That last sentence is going to raise eyebrows but let’s be honest with each other. People do rise with the level of the room, so having successful people around you is a boost but think it through. You’re making $200 a month selling handmade cards and the guy next to you is selling Ferraris. He’s talking about luxury clients and dropping $1,000’s of dollars on online advertising. That’s not going to help you or your business. Spend an hour with a woman who grew her craft business from $200 to $2,000 a month over the past year and that’s time well spent.

Finding Your Peeps

So how do you find all of these perfectly suited people? If you’re an IndieMade site owner, you’re already in great company. Type IndieMade into the Google search and you’ll find hundreds of IndieMaders just like you. You can also find them through our official Facebook group. Then start reaching out. So many small business owners would like to join a mastermind group but they don’t know where to begin. Your email will be a welcome surprise. If not, move on.

Look for other members on Twitter or Etsy or other ecommerce venues. Just make it clear that you’re only gauging interest right now, not making an offer. It’s exciting to get a positive response but remember the rules of a perfect quorum. You don’t want to over promise then have to turn people away because you got 200 responses or because a person’s a bad fit.

A poorly constructed group can sap your energy and become another bothersome item on your To Do list. But a well-matched group of like-minded, creative people will raise your spirits and make you feel more confident about every decision you make.

Now What?

Once you have a group, make a schedule and stick to it. Begin with introductions and then ask members to send around their questions prior to the next meeting. Be prepared to lead the discussion and cut it off when it goes on too long. Having an agenda will help you make sure it’s time well spent for everyone.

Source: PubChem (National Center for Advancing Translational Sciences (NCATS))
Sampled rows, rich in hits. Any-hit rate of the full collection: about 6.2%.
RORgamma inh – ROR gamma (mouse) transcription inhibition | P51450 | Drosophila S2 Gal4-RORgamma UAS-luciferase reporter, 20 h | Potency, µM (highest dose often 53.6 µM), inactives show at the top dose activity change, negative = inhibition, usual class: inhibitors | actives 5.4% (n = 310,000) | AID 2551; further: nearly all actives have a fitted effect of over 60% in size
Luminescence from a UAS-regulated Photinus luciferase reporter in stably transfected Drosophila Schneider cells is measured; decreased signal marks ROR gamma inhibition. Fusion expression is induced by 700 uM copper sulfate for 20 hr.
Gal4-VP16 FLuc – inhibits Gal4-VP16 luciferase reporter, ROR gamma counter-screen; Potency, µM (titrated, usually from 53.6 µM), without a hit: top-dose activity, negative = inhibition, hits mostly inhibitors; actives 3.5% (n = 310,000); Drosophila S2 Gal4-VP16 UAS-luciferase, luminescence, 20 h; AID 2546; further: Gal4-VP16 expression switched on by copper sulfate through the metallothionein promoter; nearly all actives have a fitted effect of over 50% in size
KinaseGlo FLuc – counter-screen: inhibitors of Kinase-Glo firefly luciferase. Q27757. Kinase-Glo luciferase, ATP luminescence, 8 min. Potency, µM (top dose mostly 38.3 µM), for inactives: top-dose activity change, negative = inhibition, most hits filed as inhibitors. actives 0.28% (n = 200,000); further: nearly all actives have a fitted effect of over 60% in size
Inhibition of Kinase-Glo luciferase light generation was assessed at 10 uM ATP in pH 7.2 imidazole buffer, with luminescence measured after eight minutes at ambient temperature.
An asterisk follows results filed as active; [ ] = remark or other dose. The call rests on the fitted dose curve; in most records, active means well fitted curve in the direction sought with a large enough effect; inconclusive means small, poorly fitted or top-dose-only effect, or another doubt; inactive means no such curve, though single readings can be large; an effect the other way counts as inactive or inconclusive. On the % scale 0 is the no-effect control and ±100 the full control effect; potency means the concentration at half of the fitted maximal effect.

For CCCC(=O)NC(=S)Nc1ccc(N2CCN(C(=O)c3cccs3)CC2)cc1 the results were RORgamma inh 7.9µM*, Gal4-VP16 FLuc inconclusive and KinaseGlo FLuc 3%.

There are mastermind groups that charge members in order to insure their participation but if you’re just starting out, a simple meeting of the minds for free is the way to go. It may take awhile to get the perfect group of people but once you do it’ll be worth every moment invested.

Would you like to join or start a mastermind group? Let everyone know in the comments below and maybe you’ll find the perfect match.


Shellie Roy

I would LOVE to be part of a mastermind group.  I am a self taught jewelry designer of three years. My favorite medium is wire and metal but I dabble in lots of other areas as well.  I live in a small beach community where the economy is based on tourism so opportunities to develop and grow in this field are quite limited.  The internet is my classroom.  I have ample time to hone my craft and I would love to share the knowledge I do possess with likeminded artists. I truly hope to hear from someone soon!

Karen Totten

Great article Cythia!

Shellie, we have an IndieMade Facebook group for Jewelry and Bead Artists. I guess you can call it our own Mastermind group on a slightly larger scale. Feel free to join us!

Add new comment

If you need customer support, open a ticket for fastest response times.